2) A coordinator can't "bend the rules" for one person. Every contestant out there is "one person" but I deal with at least one hundred. That's a hundred broken rules, not one. I guarantee, you're not the only one asking for a deadline extension or a do-over in sending your manuscript in because you forgot something.
3) What makes our contest stand out is the final judge target. While I didn't have a say in every judge, I was able to secure two judges who are very active in getting unknowns published, Raelene Gorlinski and Sue Grimshaw. In fact, both helped in getting my critique partner, Melissa Mayhue and me published.
4) What stands out the most in contests is the professional contestant. The person who submits, follows the rules, everything's on time and perfect. Not that I mind when people are confused and send me e-mails to clarify things, but the person who doesn't actually stands out from the rest. In fact, I have someone in mind right now; I could repeat the name etched in my brain if I released personal information.
5) I hope that aspiring authors realize a contest is a tool, not a crutch. You learn from contests, you hope to catch a judge's eye by entering IF you plan to publish. Don't fall into the trap of submitting the same "winning" manuscript over and over to add "winner" notches to your belt. A winner title does nothing for you if you're not getting paid.
~ Rena Marks, Coordinator
Heart of the Rockies, Colorado Romance Writers
Born Again, Forgotten Kisses (Ellora's Cave)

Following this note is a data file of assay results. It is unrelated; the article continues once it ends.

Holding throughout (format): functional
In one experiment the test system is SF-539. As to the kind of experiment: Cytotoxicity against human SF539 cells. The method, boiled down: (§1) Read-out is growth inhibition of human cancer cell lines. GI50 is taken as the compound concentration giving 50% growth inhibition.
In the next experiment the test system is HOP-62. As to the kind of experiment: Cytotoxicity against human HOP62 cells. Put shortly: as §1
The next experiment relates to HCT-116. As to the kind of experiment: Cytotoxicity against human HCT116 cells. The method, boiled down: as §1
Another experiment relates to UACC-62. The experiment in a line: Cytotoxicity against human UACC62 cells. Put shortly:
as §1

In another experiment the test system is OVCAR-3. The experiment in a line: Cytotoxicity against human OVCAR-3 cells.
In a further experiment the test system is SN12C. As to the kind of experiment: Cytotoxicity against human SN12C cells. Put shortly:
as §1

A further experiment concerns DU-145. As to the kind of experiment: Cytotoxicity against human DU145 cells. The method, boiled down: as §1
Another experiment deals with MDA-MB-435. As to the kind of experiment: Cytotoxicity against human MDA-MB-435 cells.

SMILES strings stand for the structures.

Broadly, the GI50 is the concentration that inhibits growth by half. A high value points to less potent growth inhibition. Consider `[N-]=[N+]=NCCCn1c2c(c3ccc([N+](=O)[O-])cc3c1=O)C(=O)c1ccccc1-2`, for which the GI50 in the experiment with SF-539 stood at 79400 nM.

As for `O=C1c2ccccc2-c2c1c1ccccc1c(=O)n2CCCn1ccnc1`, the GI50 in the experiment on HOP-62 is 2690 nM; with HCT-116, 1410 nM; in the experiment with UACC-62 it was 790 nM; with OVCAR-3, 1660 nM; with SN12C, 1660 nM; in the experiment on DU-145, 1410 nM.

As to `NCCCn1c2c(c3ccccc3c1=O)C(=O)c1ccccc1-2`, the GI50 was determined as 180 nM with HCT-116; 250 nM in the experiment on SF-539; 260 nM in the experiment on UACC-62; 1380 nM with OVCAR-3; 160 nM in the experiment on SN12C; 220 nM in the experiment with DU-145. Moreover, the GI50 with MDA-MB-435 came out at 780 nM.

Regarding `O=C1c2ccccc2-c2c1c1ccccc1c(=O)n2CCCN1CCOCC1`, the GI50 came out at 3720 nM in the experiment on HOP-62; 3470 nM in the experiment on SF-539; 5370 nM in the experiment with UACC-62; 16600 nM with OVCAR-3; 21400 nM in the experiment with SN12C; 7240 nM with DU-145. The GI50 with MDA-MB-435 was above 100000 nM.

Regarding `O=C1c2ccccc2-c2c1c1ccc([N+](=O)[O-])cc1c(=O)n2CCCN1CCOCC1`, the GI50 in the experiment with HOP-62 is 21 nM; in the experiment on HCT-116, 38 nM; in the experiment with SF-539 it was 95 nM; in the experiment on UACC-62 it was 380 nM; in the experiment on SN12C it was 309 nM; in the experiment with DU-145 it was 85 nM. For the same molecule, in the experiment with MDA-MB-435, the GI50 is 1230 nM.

www.GoodnightSirene.com ~ www.soapboxdivas.blogspot.com
WHERE YOU DO LEARN A THING OR TWO....
Okay, I've been a contest coordinator. After being a contest junkie. And a contest judge. I've seen contests from all sides. I am a seasoned contest person. I have "creds." Why did I agree to take on contest coordinating? Because no one else was available, I'd been a category coordinator, I'm a responsible Capricorn, and the eldest female child of an Irish Catholic family. I understand responsibility, guilt and duty.
This is what I've learned about coordinating.
You need to be more ORGANIZED than you ever thought you could be. That's even if you're used to having daily lists, weekly objectives, strategic plans and five-year goals. And you've achieved them. You need DIPLOMACY and shoulders wider than Joan Collins' suits in Dynasty.
No matter how clearly you think you've set things up, explained, taught, given directions, minor skirmishes will arise, feelings will be bruised and bridges must be maintained. These situations are equal opportunity: judges, entrants, coordinators, past coordinators -- any or all may at times have issues that need a shoulder to cry on or words to calm seething feelings.